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This article is from the Dictionary of North Carolina Biography, 6 volumes, edited by William S. Powell. Copyright ©1979-1996 by the University of North Carolina Press. Used by permission of the publisher. For personal use and not for further distribution. Please submit permission requests for other use directly to the publisher.

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Blades, James Bishop

by Gertrude S. Carraway, 1979

14 Mar. 1856–23 Aug. 1918

 A photograph of James Bishop Blades published in 1919. Image from the Internet Archive.James Bishop Blades, lumberman, industrialist, and financier, of English ancestry, was born at Bishopville, Md., the second son of Captain Peter Clowes Blades and Nancy Emeline West and a grandson of Greensbury Blades and William C. West, both of whom were successful farmers.

At the age of thirteen, left orphaned, he was sent to the home of an uncle, Ezekiel Williams Blades, in Barry, Pike County, Ill. After a few months he went back to his native town and began clerking in the country store of another uncle, James W. Evans. He attended public schools at Bishopville and Snow Hill, Md., and was graduated from Eastman Business College, Poughkeepsie, N.Y. For a year he taught school at Bishopville.

For several months in 1875 he and his older brother, William Benjamin, operated a mercantile establishment at Greenback, Va. Returning to Bishopville, they formed a merchandising partnership with their uncle under the name Evans & Blades. In 1877 they bought water-powered grist- and sawmills there.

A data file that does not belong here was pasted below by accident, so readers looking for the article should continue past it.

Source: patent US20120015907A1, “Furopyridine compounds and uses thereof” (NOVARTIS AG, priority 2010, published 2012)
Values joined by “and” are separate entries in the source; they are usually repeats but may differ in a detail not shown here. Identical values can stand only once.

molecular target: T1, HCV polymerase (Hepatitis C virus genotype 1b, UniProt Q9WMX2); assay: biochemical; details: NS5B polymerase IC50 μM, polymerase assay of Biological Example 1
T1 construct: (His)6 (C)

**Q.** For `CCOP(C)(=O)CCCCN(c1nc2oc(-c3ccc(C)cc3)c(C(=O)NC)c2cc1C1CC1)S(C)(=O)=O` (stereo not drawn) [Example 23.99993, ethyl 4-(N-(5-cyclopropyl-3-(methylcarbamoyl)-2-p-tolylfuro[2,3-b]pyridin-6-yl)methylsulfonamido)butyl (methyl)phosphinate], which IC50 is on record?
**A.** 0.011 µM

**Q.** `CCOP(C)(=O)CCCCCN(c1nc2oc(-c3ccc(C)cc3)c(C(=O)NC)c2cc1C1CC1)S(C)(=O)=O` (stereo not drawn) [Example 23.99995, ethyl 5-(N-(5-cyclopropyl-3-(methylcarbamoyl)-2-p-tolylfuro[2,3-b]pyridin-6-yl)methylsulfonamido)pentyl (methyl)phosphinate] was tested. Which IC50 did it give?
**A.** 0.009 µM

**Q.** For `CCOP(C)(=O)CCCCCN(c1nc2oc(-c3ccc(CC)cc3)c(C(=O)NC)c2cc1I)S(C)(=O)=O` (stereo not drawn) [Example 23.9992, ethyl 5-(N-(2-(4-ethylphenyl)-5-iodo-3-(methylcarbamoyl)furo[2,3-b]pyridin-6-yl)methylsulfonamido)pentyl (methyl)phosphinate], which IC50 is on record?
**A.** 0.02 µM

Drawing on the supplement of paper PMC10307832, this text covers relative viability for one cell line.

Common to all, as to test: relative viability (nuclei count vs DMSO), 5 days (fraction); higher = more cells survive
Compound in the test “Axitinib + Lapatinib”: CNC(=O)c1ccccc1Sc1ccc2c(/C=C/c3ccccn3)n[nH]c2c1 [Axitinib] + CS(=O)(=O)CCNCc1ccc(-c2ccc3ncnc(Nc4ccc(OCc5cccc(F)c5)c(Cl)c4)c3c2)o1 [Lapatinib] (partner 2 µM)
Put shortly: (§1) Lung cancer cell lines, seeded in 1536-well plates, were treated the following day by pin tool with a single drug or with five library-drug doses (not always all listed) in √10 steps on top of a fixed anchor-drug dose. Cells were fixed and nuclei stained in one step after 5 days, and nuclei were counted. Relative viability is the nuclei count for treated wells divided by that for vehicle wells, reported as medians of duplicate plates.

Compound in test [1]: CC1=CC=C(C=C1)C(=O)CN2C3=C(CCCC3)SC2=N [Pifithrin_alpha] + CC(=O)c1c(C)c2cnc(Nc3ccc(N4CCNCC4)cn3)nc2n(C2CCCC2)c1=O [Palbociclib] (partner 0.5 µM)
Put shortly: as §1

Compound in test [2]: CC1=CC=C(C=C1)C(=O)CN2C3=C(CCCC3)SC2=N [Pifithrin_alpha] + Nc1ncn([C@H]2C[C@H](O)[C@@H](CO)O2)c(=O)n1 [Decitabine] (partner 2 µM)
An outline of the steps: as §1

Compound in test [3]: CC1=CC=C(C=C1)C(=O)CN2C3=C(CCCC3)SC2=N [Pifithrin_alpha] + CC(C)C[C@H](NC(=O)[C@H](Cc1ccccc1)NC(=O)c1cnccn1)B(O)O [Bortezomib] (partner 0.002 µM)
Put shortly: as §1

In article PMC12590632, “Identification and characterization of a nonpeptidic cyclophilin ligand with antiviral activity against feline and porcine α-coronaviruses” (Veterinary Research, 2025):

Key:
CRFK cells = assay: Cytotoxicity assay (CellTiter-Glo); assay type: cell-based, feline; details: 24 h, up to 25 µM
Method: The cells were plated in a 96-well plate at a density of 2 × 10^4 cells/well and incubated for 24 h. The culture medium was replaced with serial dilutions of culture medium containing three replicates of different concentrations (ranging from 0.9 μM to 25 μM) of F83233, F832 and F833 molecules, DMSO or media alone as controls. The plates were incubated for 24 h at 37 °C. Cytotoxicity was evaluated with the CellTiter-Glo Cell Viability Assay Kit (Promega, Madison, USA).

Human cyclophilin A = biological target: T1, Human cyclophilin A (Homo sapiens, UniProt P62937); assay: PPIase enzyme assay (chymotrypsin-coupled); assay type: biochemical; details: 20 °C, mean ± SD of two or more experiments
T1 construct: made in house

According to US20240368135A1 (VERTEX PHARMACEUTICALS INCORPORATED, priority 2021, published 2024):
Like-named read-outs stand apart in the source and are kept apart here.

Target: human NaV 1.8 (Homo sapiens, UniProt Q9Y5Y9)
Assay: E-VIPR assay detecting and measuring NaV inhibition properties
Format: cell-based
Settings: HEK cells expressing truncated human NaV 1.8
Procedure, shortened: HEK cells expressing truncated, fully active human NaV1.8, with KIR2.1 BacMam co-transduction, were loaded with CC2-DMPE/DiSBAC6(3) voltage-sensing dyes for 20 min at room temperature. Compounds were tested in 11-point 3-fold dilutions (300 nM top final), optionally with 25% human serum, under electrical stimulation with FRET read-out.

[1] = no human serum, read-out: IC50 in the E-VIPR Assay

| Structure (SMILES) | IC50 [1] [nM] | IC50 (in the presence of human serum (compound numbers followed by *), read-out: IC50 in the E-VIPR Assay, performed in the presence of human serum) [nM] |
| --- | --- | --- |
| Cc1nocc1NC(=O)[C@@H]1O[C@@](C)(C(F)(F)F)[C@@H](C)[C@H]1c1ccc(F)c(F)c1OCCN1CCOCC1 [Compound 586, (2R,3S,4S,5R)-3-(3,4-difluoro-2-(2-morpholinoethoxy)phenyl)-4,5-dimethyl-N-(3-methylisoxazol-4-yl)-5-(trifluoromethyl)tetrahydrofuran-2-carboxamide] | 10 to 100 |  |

This first milling venture was supplemented by purchases of timber tracts. After his attention was attracted to the virgin forests of the south, J. B. Blades in 1879 traveled on foot, muleback, and railroads through Florida and other southern states. Prospects appeared so bright that he and his brother decided to transfer their operations southward. Florida was considered too far from northern markets, so in 1883 they leased a mill site and bought timberlands near Bath. The elder brother had charge of the sawmills and timber acquisitions, and the younger looked after the sales of the products. Realizing the importance of having a manufacturing plant near their mills, they selected Elizabeth City as their headquarters and moved there from Maryland in about 1888. Joining them were two younger brothers, Dr. L. S. and Carl. G.

Previously, in 1886, the brothers had extended their transactions to Craven County, where timber and labor were plentiful and water transportation was convenient. In that year they leased a mill site on Trent River opposite the town of New Bern, and later they acquired much other real estate eastward. For them was established a post office, discontinued in 1935, which was named "Cherry Point," from the cherry trees growing on the "Point" on the south side of Neuse River east of Hancock Creek, now a part of the U.S. Marine Corps air station.

After traveling alone around the world in 1903, Blades decided to make his home at New Bern. There he and his oldest brother looked after their diversified local interests, while his son, Levin Carl, assumed management of the planning and sales divisions at Elizabeth City.